NFCR Scientists Webster Cavenee, Ph.D., and Frank Furnari, Ph.D., along with their team at the Ludwig Institute for Cancer Research at the University of California San Diego School of Medicine, have recently discovered one way that brain tumors manage to escape an attack launched by certain “smart drugs” designed to stop tumor growth. This breakthrough discovery revealed a new cellular mechanism that could be used to develop a more effective treatment strategy for malignant gliomas, the most common type of primary brain tumors.
Bethesda, MD (PRWEB) January 28, 2010 -- National Foundation for Cancer Research Scientists Webster Cavenee, Ph.D., and Frank Furnari, Ph.D., along with their team at the Ludwig Institute for Cancer Research at the University of California San Diego School of Medicine, have recently discovered one way that brain tumors manage to escape an attack launched by certain “smart drugs” designed to stop tumor growth. This breakthrough discovery revealed a new cellular mechanism that could be used to develop a more effective treatment strategy for malignant gliomas, the most common type of primary brain tumors.
Scientists have long searched for a new way to treat malignant gliomas, which are difficult to treat with traditional therapies, such as surgery, radiation and chemotherapy. In recent years, new treatments have been developed to improve a patient’s treatment outcome, but these treatments are less effective when used to treat malignant gliomas. These new treatments, called targeted therapies, target tumor-specific molecules in the body. Yet, when used on malignant gliomas, the results are disappointing. For instance, some “smart drugs” are designed to hit a tumor target called Epidermal Growth Factor Receptor (EGFR). However, these smart drugs do not benefit patients with malignant gliomas as much as expected because the tumors resist the drugs and eventually come back, even through their aggressive progress may be halted temporarily.
In a research paper published in January 2010 in the journal, Proceedings of the National Academy of Sciences, Drs. Cavenee, Furnari, and their collaborators discovered that gliomas can still grow aggressively even after the function of the key tumor-supporting molecule EGFR has been blocked. This result means the tumors somehow are able to develop an “escape path” which enables them to bypass their dependence on EGFR for continued growth. Using cutting-edge research tools and novel experimental models, NFCR researchers identified a unique gene in glioma cells, KLHDC8A or SDE1, which is believed to be the molecule that enables the gliomas to escape the attack of EGFR-targeting drugs and continue to grow through an alternative molecular pathway.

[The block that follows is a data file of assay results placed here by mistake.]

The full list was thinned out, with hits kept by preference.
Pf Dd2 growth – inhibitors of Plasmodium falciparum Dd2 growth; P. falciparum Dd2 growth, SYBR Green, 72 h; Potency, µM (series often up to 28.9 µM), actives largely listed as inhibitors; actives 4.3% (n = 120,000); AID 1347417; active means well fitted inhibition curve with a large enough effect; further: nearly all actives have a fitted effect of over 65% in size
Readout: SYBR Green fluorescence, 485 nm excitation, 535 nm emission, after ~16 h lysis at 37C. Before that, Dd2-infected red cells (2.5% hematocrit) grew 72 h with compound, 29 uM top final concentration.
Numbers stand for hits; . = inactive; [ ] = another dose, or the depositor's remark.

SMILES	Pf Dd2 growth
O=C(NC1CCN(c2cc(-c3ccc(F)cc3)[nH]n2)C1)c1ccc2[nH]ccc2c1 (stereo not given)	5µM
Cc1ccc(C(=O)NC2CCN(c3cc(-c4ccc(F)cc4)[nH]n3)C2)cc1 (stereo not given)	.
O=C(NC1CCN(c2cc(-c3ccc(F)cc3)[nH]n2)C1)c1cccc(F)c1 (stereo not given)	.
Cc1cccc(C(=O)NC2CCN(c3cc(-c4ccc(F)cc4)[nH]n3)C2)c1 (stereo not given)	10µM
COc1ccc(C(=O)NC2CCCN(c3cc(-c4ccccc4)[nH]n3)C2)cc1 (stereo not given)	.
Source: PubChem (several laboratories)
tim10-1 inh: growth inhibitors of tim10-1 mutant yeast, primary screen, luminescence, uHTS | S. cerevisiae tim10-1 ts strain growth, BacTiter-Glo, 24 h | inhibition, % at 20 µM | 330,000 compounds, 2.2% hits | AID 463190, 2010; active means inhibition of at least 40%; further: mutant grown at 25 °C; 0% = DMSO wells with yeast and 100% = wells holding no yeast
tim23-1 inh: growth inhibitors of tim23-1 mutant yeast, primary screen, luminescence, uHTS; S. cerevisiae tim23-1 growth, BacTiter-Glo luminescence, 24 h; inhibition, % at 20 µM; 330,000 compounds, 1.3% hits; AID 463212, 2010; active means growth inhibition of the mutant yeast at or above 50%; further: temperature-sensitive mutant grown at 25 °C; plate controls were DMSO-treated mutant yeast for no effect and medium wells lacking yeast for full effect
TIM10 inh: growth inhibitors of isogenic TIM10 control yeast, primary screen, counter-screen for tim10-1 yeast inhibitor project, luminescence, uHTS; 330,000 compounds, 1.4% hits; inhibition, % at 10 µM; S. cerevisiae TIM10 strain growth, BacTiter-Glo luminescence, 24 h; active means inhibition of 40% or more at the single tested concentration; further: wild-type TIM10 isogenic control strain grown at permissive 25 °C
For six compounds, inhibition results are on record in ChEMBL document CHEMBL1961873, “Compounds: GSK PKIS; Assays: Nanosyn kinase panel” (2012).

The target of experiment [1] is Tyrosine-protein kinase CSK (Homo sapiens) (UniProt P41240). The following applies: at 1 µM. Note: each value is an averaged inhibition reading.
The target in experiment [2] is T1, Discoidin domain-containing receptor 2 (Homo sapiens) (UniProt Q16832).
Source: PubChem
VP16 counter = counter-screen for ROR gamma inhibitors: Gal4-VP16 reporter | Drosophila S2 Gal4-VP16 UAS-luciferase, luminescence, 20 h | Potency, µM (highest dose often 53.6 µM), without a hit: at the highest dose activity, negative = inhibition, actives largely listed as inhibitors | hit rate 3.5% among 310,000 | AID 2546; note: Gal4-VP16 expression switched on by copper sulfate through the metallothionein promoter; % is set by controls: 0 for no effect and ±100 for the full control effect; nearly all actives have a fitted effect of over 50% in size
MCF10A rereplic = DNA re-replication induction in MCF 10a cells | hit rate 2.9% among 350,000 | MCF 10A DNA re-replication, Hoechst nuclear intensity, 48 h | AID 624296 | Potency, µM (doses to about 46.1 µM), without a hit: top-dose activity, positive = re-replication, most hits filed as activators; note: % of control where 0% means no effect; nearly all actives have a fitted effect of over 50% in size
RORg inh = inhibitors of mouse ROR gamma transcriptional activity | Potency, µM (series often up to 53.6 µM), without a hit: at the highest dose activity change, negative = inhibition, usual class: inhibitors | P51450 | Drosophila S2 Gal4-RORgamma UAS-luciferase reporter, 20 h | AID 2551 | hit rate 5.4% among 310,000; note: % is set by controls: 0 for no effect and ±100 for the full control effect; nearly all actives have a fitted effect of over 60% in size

“This is a very important and promising result in cancer research,” said Dr. Michael Wang, Chief Science Officer of NFCR. “When we understand how brain tumors escape the treatment effect of EGFR inhibitors, strategies can be developed to block the escape routes within the cancer cell and stop the cancer’s growth.”
“These new findings about the function of KLHDC8A/SDE1 opened the door for us to do further research on this unique gene, which would be a reasonable target for gliomas,” said Dr. Cavenee. “If we can block the escape pathway, plus hit the key target EGFR at the same time, the tumor will have less chance of survival, and we may see a much better therapeutic response in glioma patients.”
“Once again, this provides yet another example of the benefits of how investing in basic science research can lead to the cures for cancer,” said Franklin C. Salisbury, Jr., President of the National Foundation for Cancer Research.
About the National Foundation for Cancer Research
The National Foundation for Cancer Research (NFCR) is a leading cancer research charity dedicated to funding cancer research and public education relating to cancer prevention, earlier diagnosis, better treatments and, ultimately, a cure for cancer. NFCR promotes and facilitates collaboration among scientists to accelerate the pace of discovery from bench to bedside. NFCR is committed to Research for a Cure – cures for all types of cancer. For more information, visit www.NFCR.org, or call (800) 321-CURE (2873).
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